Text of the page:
The pod will assume the post-award management of all current EU projects together with the pre-award management of  future EU applications across all schools and professional services.

 

So, if you’re interested in EU funding but don’t know how to get started with your application contact a member of the EU Pod:

Paul Lynch – Senior R & KE Officer (EU)

Alexandra Peirce – R & KE Officer (EU)

 

 

ESRC Social Science Festival

Professor Ruth Towse and Professor Martin Kretschmer have been awarded funding from the ESRC (RES-622-26-565) to organise an event as part of the Festival of Social Science 2012.

The symposium ‘What constitutes evidence for copyright policy?’ will be held on 8 November 2012 in the Executive Business Centre.

Professors Towse and Kretschmer write: “This interactive event offers the opportunity for discussion on evidence for copyright policy between social scientists, policy-makers and producers and users of copyright works. Copyright law is a topical and contentious area that affects a wide range of stakeholders with differing views on copyright policy. The need for evidence-based policy on copyright policy was emphasised in the Hargreaves Review and has led to several calls for evidence from stakeholders. The responses they provide to the Intellectual Policy Office are varied in nature and quality; the IPO has responded by issuing guidelines on what constitutes acceptable evidence (which itself is contested).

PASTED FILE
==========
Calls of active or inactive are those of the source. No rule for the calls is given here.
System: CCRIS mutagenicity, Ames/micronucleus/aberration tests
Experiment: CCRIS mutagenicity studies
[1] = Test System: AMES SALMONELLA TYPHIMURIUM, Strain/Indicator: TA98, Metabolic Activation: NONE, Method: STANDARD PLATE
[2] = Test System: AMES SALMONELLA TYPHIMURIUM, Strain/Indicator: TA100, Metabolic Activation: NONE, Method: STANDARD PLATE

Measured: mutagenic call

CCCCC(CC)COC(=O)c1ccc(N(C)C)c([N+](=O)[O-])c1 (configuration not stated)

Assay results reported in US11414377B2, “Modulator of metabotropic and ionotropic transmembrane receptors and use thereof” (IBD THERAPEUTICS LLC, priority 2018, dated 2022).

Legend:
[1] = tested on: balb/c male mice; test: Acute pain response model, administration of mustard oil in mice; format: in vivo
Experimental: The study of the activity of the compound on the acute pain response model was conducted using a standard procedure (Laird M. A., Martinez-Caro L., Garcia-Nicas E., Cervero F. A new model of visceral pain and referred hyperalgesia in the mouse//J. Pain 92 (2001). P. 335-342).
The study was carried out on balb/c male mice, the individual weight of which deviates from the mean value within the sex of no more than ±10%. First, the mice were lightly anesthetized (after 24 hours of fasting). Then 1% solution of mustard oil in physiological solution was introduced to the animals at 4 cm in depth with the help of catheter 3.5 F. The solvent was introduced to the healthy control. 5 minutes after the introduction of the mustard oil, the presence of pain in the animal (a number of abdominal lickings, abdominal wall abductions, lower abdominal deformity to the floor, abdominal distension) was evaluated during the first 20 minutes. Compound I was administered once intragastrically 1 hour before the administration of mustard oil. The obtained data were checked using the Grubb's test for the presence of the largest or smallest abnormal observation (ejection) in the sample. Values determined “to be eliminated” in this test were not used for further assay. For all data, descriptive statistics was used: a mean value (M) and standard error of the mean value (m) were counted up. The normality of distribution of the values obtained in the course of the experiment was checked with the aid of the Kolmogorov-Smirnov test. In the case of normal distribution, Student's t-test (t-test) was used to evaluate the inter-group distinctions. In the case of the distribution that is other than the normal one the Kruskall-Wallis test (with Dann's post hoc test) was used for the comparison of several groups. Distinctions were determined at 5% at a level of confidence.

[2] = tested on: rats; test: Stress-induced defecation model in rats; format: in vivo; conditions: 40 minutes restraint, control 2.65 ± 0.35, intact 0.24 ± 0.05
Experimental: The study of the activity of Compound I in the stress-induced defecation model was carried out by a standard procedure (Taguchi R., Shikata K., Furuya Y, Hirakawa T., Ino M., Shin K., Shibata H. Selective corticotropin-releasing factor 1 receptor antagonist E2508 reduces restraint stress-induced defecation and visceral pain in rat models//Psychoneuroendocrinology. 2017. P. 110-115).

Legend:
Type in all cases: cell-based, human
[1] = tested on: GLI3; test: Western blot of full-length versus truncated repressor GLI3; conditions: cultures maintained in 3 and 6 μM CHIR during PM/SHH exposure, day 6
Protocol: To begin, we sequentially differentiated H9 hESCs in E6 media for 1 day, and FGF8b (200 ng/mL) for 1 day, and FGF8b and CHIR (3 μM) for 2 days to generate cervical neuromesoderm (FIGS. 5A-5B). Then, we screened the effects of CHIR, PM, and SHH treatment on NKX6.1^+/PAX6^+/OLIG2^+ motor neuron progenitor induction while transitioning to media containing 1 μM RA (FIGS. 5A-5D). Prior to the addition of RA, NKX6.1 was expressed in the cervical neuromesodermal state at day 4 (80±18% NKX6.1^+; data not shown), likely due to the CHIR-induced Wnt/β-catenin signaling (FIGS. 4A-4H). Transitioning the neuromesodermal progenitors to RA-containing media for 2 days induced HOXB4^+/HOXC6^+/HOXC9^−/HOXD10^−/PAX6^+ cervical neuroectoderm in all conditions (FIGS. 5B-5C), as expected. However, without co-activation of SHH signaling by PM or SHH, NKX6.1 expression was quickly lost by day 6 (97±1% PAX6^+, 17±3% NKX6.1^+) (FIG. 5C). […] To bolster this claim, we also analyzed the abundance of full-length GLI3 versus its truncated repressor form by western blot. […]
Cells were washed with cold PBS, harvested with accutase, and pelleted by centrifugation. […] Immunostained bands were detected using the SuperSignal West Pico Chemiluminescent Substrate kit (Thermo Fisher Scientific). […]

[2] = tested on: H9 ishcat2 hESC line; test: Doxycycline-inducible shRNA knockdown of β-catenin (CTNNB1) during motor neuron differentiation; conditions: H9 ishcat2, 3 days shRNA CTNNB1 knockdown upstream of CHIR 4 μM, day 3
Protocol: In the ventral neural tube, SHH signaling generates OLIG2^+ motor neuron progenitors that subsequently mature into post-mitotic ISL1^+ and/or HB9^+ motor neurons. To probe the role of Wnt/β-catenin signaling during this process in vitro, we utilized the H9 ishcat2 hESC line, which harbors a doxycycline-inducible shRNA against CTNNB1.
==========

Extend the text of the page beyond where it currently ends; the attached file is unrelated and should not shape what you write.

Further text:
“Besides being a matter of pressing public concern, copyright also attracts the interest of a broad range of social science disciplines each with its own rules of evidence. The emphasis on economic growth as the objective of copyright policy has shifted the need for evidence in the direction of economics but economic evidence is not always easily available. Nor it is the case that only quantitative evidence is regarded as valid.”

The event will involve the following:

  1. Social scientists in a range of disciplines will explore their perceptions of evidence in non-technical terms and discuss their research findings on copyright. The aim is to develop a perspective on what evidence social scientists believe is relevant for copyright policy-making purposes.
  2. Representatives of stakeholder organisations that have responded with evidence to the IPO’s calls for evidence will explain what to them is relevant evidence.
  3. IPO staff responsible for assessing responses to calls for evidence have already committed to participate in this event. They will explain how they use the information they receive from stakeholder meetings and calls for evidence to develop policy measures.